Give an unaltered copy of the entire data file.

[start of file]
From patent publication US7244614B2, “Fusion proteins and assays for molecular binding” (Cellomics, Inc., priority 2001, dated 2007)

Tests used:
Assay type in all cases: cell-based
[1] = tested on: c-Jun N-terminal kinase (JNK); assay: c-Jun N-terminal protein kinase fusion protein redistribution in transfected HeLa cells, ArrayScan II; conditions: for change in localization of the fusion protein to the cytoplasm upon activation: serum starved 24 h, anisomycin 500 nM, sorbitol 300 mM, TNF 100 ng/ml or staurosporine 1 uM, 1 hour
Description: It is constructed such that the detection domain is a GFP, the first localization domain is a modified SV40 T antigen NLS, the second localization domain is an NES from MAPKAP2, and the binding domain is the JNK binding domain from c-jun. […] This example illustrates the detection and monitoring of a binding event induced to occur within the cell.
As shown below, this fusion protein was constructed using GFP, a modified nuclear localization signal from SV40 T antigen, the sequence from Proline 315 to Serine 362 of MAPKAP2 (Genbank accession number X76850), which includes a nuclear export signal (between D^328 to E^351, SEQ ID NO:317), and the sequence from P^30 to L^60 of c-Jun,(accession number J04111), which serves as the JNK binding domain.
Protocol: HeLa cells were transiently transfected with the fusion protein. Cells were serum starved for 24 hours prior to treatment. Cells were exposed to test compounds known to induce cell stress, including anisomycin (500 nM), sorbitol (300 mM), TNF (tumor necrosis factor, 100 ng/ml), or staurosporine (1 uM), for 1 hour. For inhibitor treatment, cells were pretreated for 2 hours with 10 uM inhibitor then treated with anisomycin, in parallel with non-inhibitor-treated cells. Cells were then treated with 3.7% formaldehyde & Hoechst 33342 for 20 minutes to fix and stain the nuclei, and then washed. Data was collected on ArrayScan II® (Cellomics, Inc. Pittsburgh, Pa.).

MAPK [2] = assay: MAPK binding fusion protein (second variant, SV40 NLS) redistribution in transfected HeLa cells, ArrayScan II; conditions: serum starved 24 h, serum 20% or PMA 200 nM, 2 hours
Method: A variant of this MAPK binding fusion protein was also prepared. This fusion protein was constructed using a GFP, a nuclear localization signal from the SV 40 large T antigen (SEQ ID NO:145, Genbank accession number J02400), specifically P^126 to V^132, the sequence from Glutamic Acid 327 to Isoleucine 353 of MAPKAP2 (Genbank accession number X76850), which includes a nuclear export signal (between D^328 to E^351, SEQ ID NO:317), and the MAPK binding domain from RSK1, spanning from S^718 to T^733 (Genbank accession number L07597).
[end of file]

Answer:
From patent publication US7244614B2, “Fusion proteins and assays for molecular binding” (Cellomics, Inc., priority 2001, dated 2007)

Tests used:
Assay type in all cases: cell-based
[1] = tested on: c-Jun N-terminal kinase (JNK); assay: c-Jun N-terminal protein kinase fusion protein redistribution in transfected HeLa cells, ArrayScan II; conditions: for change in localization of the fusion protein to the cytoplasm upon activation: serum starved 24 h, anisomycin 500 nM, sorbitol 300 mM, TNF 100 ng/ml or staurosporine 1 uM, 1 hour
Description: It is constructed such that the detection domain is a GFP, the first localization domain is a modified SV40 T antigen NLS, the second localization domain is an NES from MAPKAP2, and the binding domain is the JNK binding domain from c-jun. […] This example illustrates the detection and monitoring of a binding event induced to occur within the cell.
As shown below, this fusion protein was constructed using GFP, a modified nuclear localization signal from SV40 T antigen, the sequence from Proline 315 to Serine 362 of MAPKAP2 (Genbank accession number X76850), which includes a nuclear export signal (between D^328 to E^351, SEQ ID NO:317), and the sequence from P^30 to L^60 of c-Jun,(accession number J04111), which serves as the JNK binding domain.
Protocol: HeLa cells were transiently transfected with the fusion protein. Cells were serum starved for 24 hours prior to treatment. Cells were exposed to test compounds known to induce cell stress, including anisomycin (500 nM), sorbitol (300 mM), TNF (tumor necrosis factor, 100 ng/ml), or staurosporine (1 uM), for 1 hour. For inhibitor treatment, cells were pretreated for 2 hours with 10 uM inhibitor then treated with anisomycin, in parallel with non-inhibitor-treated cells. Cells were then treated with 3.7% formaldehyde & Hoechst 33342 for 20 minutes to fix and stain the nuclei, and then washed. Data was collected on ArrayScan II® (Cellomics, Inc. Pittsburgh, Pa.).

MAPK [2] = assay: MAPK binding fusion protein (second variant, SV40 NLS) redistribution in transfected HeLa cells, ArrayScan II; conditions: serum starved 24 h, serum 20% or PMA 200 nM, 2 hours
Method: A variant of this MAPK binding fusion protein was also prepared. This fusion protein was constructed using a GFP, a nuclear localization signal from the SV 40 large T antigen (SEQ ID NO:145, Genbank accession number J02400), specifically P^126 to V^132, the sequence from Glutamic Acid 327 to Isoleucine 353 of MAPKAP2 (Genbank accession number X76850), which includes a nuclear export signal (between D^328 to E^351, SEQ ID NO:317), and the MAPK binding domain from RSK1, spanning from S^718 to T^733 (Genbank accession number L07597).